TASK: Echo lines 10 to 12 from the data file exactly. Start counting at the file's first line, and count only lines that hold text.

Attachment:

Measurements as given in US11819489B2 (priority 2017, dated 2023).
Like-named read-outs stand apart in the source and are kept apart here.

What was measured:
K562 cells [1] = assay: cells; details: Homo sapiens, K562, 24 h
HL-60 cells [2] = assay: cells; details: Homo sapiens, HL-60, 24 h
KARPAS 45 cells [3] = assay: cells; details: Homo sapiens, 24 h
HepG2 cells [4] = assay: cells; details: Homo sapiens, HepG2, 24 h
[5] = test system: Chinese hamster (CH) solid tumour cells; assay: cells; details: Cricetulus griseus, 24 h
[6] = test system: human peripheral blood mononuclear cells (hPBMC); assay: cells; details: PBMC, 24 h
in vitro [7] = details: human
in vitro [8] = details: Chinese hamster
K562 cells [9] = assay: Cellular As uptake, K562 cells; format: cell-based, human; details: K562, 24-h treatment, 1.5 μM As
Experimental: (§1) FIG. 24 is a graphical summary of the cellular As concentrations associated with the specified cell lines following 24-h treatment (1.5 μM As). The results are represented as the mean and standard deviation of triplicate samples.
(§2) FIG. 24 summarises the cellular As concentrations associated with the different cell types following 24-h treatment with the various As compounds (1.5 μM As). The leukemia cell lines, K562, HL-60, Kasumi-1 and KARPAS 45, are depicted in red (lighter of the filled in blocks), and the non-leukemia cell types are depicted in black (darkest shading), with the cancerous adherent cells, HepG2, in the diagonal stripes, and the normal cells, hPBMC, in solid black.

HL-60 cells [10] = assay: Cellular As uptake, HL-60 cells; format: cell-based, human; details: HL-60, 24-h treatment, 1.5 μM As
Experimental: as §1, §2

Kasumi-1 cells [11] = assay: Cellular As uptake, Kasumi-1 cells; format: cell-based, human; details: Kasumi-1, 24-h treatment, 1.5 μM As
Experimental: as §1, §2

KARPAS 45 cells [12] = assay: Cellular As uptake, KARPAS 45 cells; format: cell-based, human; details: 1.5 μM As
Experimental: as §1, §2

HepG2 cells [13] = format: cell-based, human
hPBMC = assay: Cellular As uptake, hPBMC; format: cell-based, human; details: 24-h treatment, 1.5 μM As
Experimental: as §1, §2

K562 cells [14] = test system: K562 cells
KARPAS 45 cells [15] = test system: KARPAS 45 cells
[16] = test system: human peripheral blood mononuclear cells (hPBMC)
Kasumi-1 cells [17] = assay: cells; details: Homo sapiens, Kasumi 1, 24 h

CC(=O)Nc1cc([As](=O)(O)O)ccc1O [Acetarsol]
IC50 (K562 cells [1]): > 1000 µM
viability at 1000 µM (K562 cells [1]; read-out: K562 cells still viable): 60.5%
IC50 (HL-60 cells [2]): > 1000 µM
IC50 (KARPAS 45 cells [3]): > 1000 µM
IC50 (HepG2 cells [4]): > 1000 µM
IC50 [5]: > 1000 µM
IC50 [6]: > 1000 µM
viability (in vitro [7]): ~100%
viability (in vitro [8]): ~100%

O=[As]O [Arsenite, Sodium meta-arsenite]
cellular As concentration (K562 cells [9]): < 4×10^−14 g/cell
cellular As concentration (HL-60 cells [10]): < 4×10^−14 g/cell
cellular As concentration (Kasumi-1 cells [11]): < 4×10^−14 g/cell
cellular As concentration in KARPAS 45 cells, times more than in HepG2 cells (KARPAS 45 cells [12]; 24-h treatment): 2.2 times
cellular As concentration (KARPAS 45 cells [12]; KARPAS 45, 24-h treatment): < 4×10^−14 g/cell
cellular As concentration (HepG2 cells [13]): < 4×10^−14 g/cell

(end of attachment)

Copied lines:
in vitro [7] = details: human
in vitro [8] = details: Chinese hamster
K562 cells [9] = assay: Cellular As uptake, K562 cells; format: cell-based, human; details: K562, 24-h treatment, 1.5 μM As